Economic diplomacy should be embraced regardless of political problems, the head of Russia's investment fund told CNBC on Saturday, discussing the current economic sanctions on the country by the U.S. and European Union.
Speaking from the Munich Security Conference in Germany, Kirill Dmitriev, the chief executive of the Russian Direct Investment Fund (RDIF), lamented the current political impasse between Russia and the U.S. and called on the latter to "separate business from politics."
"I think we've got to think about the way to move things forward. For example, the European Union was founded on the principle that economic ties prevent wars and conflict," Dmitriev said. "And I think U.S.-Russia economic ties have to improve, and that dialogue is very important. Because we cannot get stuck without a solution, we need a solution."
The comments come amid the highest tensions the two countries have seen since the Cold War. On Thursday, the White House directly blamed Russia's military for the July 2017 cyber attack known as NotPetya, which hit more than 64 countries and cost companies billions of dollars. And on Friday, the Department of Justice indicted 13 Russian nationals and three Russian entities for interference in the 2016 presidential election. A separate investigation is examining whether the Trump campaign colluded with Russians, which Trump denies.
RDIF is the $10 billion sovereign wealth fund created by Russia's government to co-invest in the Russian economy alongside other countries. Dmitriev was made chief of the fund in 2011 to improve foreign investment flows and investor confidence in the country, particularly among Westerners.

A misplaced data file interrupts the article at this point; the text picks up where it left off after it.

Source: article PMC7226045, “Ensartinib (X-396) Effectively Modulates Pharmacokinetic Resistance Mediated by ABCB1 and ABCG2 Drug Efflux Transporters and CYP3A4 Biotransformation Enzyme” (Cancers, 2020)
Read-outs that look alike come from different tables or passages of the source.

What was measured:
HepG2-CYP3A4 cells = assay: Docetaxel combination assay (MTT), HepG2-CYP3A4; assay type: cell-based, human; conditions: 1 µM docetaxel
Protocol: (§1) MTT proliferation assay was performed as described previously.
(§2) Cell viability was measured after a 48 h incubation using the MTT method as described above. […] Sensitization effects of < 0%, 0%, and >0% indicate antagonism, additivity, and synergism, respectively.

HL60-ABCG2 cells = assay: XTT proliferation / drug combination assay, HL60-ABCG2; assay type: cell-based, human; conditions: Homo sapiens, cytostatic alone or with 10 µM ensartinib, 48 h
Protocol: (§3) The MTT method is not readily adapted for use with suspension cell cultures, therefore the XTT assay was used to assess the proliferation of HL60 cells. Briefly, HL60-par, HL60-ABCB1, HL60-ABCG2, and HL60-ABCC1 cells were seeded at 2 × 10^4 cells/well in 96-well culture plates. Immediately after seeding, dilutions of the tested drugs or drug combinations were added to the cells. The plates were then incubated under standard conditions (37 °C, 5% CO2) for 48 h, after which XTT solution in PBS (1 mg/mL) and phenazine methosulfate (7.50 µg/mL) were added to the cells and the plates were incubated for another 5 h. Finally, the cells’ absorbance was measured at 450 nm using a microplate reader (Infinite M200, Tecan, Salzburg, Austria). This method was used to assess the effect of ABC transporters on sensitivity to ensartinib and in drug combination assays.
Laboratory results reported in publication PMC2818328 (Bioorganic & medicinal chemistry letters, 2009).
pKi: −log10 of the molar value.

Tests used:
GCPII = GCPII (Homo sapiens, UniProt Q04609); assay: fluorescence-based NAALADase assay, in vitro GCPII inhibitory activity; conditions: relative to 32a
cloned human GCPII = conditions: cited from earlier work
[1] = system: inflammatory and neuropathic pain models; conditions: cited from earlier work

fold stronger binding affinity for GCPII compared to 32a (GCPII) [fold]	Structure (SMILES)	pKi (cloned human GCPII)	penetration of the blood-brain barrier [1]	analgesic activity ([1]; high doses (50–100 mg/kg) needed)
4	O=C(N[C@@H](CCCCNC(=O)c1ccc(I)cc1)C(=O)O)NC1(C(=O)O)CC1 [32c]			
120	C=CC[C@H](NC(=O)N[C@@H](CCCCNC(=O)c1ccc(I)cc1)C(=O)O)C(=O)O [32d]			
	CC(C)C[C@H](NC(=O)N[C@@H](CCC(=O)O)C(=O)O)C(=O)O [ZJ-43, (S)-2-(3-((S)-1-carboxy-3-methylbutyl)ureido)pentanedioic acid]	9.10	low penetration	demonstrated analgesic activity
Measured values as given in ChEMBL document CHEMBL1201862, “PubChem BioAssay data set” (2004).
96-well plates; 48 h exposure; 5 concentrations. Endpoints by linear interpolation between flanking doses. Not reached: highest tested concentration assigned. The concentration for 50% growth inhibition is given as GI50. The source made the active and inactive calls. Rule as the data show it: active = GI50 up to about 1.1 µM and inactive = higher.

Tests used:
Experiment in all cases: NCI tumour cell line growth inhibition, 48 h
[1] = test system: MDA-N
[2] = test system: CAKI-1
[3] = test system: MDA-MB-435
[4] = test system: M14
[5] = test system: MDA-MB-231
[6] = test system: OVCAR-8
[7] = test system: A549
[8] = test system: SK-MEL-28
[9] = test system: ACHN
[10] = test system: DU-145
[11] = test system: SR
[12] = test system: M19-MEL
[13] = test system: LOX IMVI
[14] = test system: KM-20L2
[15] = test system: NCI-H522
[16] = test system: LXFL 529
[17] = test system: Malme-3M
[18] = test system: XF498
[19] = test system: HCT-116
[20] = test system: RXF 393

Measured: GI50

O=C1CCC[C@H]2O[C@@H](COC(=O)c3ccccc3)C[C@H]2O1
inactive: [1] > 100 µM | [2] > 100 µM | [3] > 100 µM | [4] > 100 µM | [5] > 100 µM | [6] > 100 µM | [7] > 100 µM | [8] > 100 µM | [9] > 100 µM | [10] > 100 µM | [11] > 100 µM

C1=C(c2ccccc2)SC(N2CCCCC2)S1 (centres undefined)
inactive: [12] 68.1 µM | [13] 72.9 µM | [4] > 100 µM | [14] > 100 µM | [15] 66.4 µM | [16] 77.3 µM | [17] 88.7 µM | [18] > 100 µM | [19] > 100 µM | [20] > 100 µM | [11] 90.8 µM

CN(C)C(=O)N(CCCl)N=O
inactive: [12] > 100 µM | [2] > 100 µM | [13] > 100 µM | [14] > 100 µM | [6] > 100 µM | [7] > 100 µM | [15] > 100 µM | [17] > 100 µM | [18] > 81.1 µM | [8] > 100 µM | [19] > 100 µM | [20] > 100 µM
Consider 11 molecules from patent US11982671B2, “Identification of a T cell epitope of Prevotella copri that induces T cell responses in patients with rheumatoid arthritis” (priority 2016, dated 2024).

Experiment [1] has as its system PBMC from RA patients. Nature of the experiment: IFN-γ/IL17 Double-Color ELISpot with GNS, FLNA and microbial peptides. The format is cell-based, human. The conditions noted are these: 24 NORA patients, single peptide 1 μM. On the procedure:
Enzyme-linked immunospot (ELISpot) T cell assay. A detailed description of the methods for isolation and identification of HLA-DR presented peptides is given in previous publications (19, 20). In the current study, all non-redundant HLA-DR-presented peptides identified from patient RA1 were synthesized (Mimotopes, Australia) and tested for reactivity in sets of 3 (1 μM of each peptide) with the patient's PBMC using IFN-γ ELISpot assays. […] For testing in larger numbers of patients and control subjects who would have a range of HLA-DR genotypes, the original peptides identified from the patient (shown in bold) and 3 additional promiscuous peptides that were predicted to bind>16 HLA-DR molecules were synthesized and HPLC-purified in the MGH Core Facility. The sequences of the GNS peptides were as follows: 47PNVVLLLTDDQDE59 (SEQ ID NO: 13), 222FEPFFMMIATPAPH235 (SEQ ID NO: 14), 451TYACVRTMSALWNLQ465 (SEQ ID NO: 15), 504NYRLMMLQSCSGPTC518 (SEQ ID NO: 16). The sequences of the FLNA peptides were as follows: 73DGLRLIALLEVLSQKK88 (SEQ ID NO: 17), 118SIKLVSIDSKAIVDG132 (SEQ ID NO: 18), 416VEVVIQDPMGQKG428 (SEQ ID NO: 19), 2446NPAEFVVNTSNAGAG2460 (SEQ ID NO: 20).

Asked whether the Russian military's alleged cyberattacks made his job any harder, Dmitriev replied, "Business has to be separate from politics. And politics has all sorts of measures to address political issues."
The U.S. currently imposes economic sanctions on Russia for its 2014 annexation of Ukraine's Crimean peninsula as well as alleged election meddling and human rights abuses. In late January, however, the White House bypassed a Congressional deadline to hand down further sanctions on the country, fueling criticism of President Donald Trump as being unusually soft on the Kremlin. Trump denies any accusations of illicit ties with Russia.
"I think there has to be very careful thinking based on what effects would different actions cost, and so far sanctions really have not produced any positive effect for the U.S.," Dmitriev argued, adding that he felt Europe was more intent on carrying out joint projects with his country and easing sanctions.
He cited Nord Stream 2 — an $11 billion project that would ship Russian gas across the Baltic — as an example. German Chancellor Angela Merkel has expressed support for the project and Germany's foreign minister has suggested easing Russian sanctions, but Poland has called for U.S. sanctions on the pipeline.
"What is a solution? A solution is economic engagement," Dmitriev went on. "Engagement and focus on mutual projects is definitely helpful for political diplomacy. And if Russia and the U.S. can work together, we can address better the North Korea issue, Middle East issue and many issues, including terrorism, in a much more efficient way."
Dmitriev didn't mention that Russia and the U.S. are supporting opposing sides in the bloody and drawn-out Syrian civil war, for which a number of diplomatic summits have failed to produce a solution. Nor did he note that Russia has been accused by the U.S. of flouting international sanctions on North Korea by continuing to trade with the rogue state.
"I think we just need to be realistic about what the different actions cost, and I think politics has lots of measures to punish politically, but business has to continue and economic diplomacy is a way to improve politics," he added.